“As we continue to invest in the quality and expansion of our portfolio with a number of renovation projects and new hotel openings, trading for the 2016 financial year remains in line with the Board’s previous expectations.
However, due to slightly delayed hotel openings, for which pre-opening expenses have been incurred without a significant amount of revenue contribution to offset such expenses, the Board expects that this timing difference may result in the Group’s results being behind market expectations.”
(31 August 2016)
To my mind this is largely irrelevant. The share price measures the future value of the company. So a bit of a delay in opening a new site doesn’t matter at all really, looking at it long term.
It did knock the share price down by around 100p, so I wonder if this might be a nice buying opportunity, possibly?
Property values – several of the RNSs referred to above note that the property valuations done for lending purposes, delivered valuations considerably above the book value on the balance sheet.
So there is an interesting angle here in terms of hidden asset values – i.e. the hotels could be worth a lot more than book value. Mind you, ultra low interest rates are inflating asset values, so once interest rates are rising again, then the capital value of the hotels is likely to reduce somewhat.
London market – another factor to consider is that the London market may now be becoming oversupplied with hotel rooms? That is alluded to in the narrative of PPH’s interim results. Occupancy rates seem to be falling, even when one-off factors are stripped out, in their LFL comparisons.
Set against that, is that of course sterling devaluation should mean a boom in overseas visitors coming to London, which has already been reported in some stats.
There’s the ever-present terrorism risk too, a real worry here for a portfolio of hotels that is quite concentrated on London, although it does have operations overseas too.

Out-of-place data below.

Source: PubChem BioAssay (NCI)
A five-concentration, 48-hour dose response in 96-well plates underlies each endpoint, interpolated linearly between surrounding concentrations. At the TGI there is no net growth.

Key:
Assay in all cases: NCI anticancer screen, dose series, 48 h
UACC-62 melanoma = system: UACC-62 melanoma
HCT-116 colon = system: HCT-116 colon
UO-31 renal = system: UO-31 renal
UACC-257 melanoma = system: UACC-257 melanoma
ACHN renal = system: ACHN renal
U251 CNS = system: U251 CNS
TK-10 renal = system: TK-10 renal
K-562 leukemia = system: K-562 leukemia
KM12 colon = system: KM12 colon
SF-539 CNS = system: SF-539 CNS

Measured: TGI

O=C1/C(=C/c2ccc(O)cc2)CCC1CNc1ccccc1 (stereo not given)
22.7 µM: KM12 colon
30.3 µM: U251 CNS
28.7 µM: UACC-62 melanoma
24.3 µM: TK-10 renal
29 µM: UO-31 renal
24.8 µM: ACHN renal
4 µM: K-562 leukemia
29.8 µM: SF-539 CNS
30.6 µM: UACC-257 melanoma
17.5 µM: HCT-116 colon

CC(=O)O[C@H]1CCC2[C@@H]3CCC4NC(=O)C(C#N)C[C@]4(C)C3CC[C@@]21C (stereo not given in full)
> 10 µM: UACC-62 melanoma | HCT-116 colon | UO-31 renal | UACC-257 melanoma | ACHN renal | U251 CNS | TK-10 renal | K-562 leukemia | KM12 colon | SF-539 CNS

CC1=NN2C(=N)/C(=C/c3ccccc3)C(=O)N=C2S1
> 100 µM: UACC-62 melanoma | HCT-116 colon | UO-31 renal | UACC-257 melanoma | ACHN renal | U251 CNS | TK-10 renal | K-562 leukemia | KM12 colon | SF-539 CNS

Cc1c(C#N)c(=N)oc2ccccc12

Rising costs – especially business rates and Living Wage are headwinds for London hotel operators.
My opinion – it’s quite a complex company to analyse, with all the various refinancings, acquisitions, special divis, etc, going on.
In the past I’ve disliked the heavy debt burden here. However, refinancing that onto cheap, fixed rate, long term facilities, has drastically reduced risk in my view, and makes this share much more attractive. My key question is whether the new borrowings have any covenants attached? I wonder if any readers know the answer to that?
Management are clearly very shrewd, and like paying out divis, with a cracking 100p special divi being a lovely bonus for shareholders.
Overall, I quite like the look of this share.
T Clarke (LON:CTO) - bad news announced a few minutes after the market shut – financial irregularities have been uncovered at a subsidiary company. An employee appears to have stolen over £2.8m over a number of years. How on earth did that happen, and not get detected earlier? It clearly suggests that financial controls here are not good enough.
I am struggling to understand these comments from the company;
Investigations indicate that the incident is limited to DGR and does not impact the wider TClarke Group. Our findings to date suggest that if anything the Group’s historic trading results and balance sheet net worth may be understated to the extent that any of the misappropriated funds are recoverable.
The Board believes that any necessary accounting adjustments in the current period are unlikely to have a material adverse effect on the Group’s results taken as a whole and, overall, the Group remains on track to meet market expectations for the year.
Clearly more explanations are needed, as the above doesn’t make sense to me.
I imagine this might knock 10% off the share price tomorrow, as it’s a very unsettling development. A low margin business like this needs to have absolutely watertight financial controls.
All done! See you in the morning.
(usual disclaimers apply)